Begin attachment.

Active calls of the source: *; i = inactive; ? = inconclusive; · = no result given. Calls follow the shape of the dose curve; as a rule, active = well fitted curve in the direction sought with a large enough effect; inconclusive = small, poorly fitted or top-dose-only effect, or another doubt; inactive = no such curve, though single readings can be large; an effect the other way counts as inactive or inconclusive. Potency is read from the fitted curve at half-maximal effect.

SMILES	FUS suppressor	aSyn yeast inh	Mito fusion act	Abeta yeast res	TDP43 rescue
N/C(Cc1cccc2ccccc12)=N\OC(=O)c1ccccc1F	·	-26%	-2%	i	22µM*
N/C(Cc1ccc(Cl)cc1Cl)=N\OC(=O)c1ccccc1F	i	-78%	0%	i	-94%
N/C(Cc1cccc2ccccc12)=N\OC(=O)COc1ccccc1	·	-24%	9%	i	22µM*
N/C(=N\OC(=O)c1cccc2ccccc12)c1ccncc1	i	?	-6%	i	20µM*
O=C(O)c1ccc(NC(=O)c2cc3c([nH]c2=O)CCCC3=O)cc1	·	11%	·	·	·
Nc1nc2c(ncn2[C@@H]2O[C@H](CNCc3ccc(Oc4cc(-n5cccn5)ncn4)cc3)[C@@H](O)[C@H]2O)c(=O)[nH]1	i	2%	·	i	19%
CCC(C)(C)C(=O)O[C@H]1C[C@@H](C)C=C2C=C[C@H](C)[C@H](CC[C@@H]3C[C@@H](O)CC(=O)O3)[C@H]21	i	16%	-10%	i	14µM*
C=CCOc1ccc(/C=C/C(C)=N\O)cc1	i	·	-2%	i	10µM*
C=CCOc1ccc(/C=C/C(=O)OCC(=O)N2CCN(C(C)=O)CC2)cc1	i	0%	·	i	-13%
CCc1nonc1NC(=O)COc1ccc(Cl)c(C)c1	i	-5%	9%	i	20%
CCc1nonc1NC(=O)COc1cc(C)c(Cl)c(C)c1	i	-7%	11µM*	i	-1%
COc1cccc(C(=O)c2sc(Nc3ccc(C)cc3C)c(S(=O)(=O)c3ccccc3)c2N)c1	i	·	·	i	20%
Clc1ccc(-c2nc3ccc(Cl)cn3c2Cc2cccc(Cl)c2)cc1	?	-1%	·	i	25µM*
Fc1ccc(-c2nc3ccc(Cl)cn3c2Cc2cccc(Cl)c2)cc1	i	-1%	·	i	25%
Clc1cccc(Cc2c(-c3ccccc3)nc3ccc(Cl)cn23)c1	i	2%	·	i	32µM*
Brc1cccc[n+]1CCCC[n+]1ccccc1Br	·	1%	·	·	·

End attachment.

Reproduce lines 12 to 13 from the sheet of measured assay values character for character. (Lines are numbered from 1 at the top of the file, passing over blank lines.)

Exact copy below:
CCc1nonc1NC(=O)COc1ccc(Cl)c(C)c1	i	-5%	9%	i	20%
CCc1nonc1NC(=O)COc1cc(C)c(Cl)c(C)c1	i	-7%	11µM*	i	-1%